The editorial concludes by calling on the Federal Elections Commission, which has a record of being pretty slack in its enforcement of the coordination ban, to get moving and enforce it strictly in 2020 — especially given the flood of cash the NRA seems likely to dump on Thom Tillis’ campaign.

UNC student paper: TA strike over Silent Sam “took advantage of students”

The Silent Sam Confederate monument – and the withholding of grades at the end of last semester over its future – continues to be a divisive issue.

This week The Daily Tarheel, the student newspaper of the UNC-Chapel Hill, blasted the teaching assistants who took part in the withholding of grades.

From the paper’s editorial:

The Board condemns these protests, not for the subject of derision, but for the manner in which these TAs expressed their opposition. A large part of the student body would share the views of the TAs in regards to this issue. Many students believe a museum like the administration proposed would serve not to contextualize the statue but rather to memorialize it, to ingrain it inside of UNC’s culture. Many students have protested the existence of Silent Sam, standing alongside figures such as Maya Little.

For this group of TAs to decide, after their last paycheck had been delivered, to hold the grades of their students hostage to make a statement is a cowardly move. For students to be so blatantly taken advantage of by those who hold positions of power above them reveals a remarkable lack of bravery from these TAs. These individuals used their authority as TAs to harm students who need these grades for internships, jobs or even graduate school acceptances.

As some were quick to point out in the comments, the professors and TAs participating in withholding grades did ultimately release them in time to avoid problems with internships, jobs or graduate school programs.

But the editorial demonstrates that while nearly every student, faculty and staff organization at UNC-Chapel Hill has made known their opposition to the Confederate statue and its return, not everyone in the community agrees on the tactics used to oppose it.


Courts & the Law, Defending Democracy, News

Anita Hill: #MeToo movement breathing life into MLK strategy for inclusiveness

Anita Hill spoke Thursday night at Elon University and addressed the #MeToo movement and how it was relevant to Martin Luther King Jr.’s “Letter from Birmingham Jail.” (Photo by Melissa Boughton)

Everyone always asks Anita Hill if she knew in 1991 what she knows now, would she testify again about her allegations of sexual harassment by Judge Clarence Thomas?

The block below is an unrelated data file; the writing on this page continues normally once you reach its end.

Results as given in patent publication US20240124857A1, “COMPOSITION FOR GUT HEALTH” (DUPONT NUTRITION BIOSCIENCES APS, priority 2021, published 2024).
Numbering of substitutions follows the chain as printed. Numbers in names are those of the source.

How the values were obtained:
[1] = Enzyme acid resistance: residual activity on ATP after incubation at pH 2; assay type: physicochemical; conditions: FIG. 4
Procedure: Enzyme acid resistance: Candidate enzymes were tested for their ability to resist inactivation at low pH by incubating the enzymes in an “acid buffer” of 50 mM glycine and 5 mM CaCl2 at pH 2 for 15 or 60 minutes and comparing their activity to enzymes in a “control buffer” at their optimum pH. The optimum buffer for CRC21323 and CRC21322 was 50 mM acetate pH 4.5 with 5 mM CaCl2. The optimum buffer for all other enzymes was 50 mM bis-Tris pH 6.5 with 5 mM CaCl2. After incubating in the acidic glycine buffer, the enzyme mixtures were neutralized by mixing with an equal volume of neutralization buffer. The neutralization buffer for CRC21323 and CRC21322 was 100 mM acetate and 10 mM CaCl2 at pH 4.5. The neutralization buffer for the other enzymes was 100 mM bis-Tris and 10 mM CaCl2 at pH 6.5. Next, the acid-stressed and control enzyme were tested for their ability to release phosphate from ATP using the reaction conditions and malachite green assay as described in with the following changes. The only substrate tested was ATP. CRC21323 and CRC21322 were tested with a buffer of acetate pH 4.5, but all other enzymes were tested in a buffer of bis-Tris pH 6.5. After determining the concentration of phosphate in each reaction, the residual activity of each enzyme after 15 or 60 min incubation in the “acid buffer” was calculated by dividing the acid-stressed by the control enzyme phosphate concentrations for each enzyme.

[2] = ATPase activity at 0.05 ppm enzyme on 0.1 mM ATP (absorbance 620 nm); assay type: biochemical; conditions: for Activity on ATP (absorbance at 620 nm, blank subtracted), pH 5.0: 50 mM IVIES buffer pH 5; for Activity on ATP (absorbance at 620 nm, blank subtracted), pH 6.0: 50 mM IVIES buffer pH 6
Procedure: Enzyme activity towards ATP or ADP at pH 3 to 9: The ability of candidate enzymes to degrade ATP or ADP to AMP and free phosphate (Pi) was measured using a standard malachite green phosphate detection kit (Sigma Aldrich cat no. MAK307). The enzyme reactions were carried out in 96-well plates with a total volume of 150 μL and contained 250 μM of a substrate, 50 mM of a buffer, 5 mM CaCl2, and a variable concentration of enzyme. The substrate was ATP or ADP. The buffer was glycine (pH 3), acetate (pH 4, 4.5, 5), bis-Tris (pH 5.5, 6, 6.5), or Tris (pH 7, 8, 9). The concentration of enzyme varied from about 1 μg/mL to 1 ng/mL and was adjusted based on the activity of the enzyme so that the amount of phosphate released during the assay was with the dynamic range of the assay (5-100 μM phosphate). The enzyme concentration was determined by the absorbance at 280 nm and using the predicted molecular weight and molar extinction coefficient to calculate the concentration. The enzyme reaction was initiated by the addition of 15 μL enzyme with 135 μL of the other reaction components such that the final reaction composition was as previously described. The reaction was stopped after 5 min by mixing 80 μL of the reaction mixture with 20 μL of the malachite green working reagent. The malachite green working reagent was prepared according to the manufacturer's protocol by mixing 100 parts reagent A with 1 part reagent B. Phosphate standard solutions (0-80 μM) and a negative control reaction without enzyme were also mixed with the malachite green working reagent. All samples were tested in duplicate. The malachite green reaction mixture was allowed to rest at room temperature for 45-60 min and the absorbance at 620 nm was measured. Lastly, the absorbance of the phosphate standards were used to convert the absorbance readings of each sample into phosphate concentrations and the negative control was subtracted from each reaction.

“The answer is always yes,” she told a crowd Thursday night at Elon University. “This is not the life I had thought I was going to have, but at this point in my life, and I’m quoting the words of Shirley Chisholm, I realize that I was then and now and will always be a catalyst for change, and with your help I will continue to make sure I do everything in my power I make that change happen.”

Hill delivered the this year’s Martin Luther King Jr. commemorative address at the university. She quoted from King’s “Letter from Birmingham Jail” and said the #MeToo social justice movement was breathing new life into his words.

Anita Hill spoke to a full room Thursday at Elon University. (Photo by Melissa Boughton)

“Injustice anywhere is a threat to justice everywhere,” she read. “We are caught in an inescapable network of mutuality, tied in a single garment of destiny. Whatever affects one directly, affects all indirectly.”

King’s strategy, Hill said, was inclusiveness — he informed the world about how the oppression experienced by the African-American community was affecting everyone directly and indirectly.

“And so, we shouldn’t miss that point,” she added. “By seeking racial inclusion and community, Dr. King was arguing that we could move ahead if we understood how we were all tied together in a single garment of destiny.”

The idea of community continues to resonate in today’s #MeToo movement, which is shedding light on the experiences of women who have been sexually harassed or abused. Hill said that when Tarana Burke coined the phrase, she made clear that she chose it to signal the start of a larger conversation to be shared among survivors and to trigger a movement of radical community healing.